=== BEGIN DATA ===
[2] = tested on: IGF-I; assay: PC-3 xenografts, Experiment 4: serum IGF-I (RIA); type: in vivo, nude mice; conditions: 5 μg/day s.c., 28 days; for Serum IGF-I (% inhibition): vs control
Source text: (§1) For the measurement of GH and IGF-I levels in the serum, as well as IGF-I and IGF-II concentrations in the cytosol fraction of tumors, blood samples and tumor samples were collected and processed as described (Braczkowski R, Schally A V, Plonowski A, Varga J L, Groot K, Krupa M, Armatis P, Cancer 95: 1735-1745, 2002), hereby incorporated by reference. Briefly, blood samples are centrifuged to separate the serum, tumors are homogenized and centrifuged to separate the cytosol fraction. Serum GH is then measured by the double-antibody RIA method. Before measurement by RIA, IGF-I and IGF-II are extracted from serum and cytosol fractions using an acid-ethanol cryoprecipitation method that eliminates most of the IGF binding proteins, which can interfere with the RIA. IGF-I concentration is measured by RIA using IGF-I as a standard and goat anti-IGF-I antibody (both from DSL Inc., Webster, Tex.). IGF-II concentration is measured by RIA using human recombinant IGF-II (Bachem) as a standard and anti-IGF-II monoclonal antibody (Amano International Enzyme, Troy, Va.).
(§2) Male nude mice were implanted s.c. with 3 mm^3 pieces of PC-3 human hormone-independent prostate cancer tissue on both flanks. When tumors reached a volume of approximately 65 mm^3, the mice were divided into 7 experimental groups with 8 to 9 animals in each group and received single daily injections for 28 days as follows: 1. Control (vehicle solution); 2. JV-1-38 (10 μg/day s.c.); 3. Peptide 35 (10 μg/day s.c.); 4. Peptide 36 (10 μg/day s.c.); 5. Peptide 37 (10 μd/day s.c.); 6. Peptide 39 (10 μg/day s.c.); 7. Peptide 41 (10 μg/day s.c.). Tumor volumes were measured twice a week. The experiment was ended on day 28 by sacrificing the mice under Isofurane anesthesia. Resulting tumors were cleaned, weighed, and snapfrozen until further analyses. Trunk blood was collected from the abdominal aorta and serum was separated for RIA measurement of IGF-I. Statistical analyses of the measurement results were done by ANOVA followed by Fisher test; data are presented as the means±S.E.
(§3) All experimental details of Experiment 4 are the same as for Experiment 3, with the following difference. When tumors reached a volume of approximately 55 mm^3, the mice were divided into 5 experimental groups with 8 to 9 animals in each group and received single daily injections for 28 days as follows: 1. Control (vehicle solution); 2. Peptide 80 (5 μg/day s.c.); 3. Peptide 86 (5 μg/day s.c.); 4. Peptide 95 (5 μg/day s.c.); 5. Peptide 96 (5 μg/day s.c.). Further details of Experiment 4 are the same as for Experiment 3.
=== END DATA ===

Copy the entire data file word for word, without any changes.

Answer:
[2] = tested on: IGF-I; assay: PC-3 xenografts, Experiment 4: serum IGF-I (RIA); type: in vivo, nude mice; conditions: 5 μg/day s.c., 28 days; for Serum IGF-I (% inhibition): vs control
Source text: (§1) For the measurement of GH and IGF-I levels in the serum, as well as IGF-I and IGF-II concentrations in the cytosol fraction of tumors, blood samples and tumor samples were collected and processed as described (Braczkowski R, Schally A V, Plonowski A, Varga J L, Groot K, Krupa M, Armatis P, Cancer 95: 1735-1745, 2002), hereby incorporated by reference. Briefly, blood samples are centrifuged to separate the serum, tumors are homogenized and centrifuged to separate the cytosol fraction. Serum GH is then measured by the double-antibody RIA method. Before measurement by RIA, IGF-I and IGF-II are extracted from serum and cytosol fractions using an acid-ethanol cryoprecipitation method that eliminates most of the IGF binding proteins, which can interfere with the RIA. IGF-I concentration is measured by RIA using IGF-I as a standard and goat anti-IGF-I antibody (both from DSL Inc., Webster, Tex.). IGF-II concentration is measured by RIA using human recombinant IGF-II (Bachem) as a standard and anti-IGF-II monoclonal antibody (Amano International Enzyme, Troy, Va.).
(§2) Male nude mice were implanted s.c. with 3 mm^3 pieces of PC-3 human hormone-independent prostate cancer tissue on both flanks. When tumors reached a volume of approximately 65 mm^3, the mice were divided into 7 experimental groups with 8 to 9 animals in each group and received single daily injections for 28 days as follows: 1. Control (vehicle solution); 2. JV-1-38 (10 μg/day s.c.); 3. Peptide 35 (10 μg/day s.c.); 4. Peptide 36 (10 μg/day s.c.); 5. Peptide 37 (10 μd/day s.c.); 6. Peptide 39 (10 μg/day s.c.); 7. Peptide 41 (10 μg/day s.c.). Tumor volumes were measured twice a week. The experiment was ended on day 28 by sacrificing the mice under Isofurane anesthesia. Resulting tumors were cleaned, weighed, and snapfrozen until further analyses. Trunk blood was collected from the abdominal aorta and serum was separated for RIA measurement of IGF-I. Statistical analyses of the measurement results were done by ANOVA followed by Fisher test; data are presented as the means±S.E.
(§3) All experimental details of Experiment 4 are the same as for Experiment 3, with the following difference. When tumors reached a volume of approximately 55 mm^3, the mice were divided into 5 experimental groups with 8 to 9 animals in each group and received single daily injections for 28 days as follows: 1. Control (vehicle solution); 2. Peptide 80 (5 μg/day s.c.); 3. Peptide 86 (5 μg/day s.c.); 4. Peptide 95 (5 μg/day s.c.); 5. Peptide 96 (5 μg/day s.c.). Further details of Experiment 4 are the same as for Experiment 3.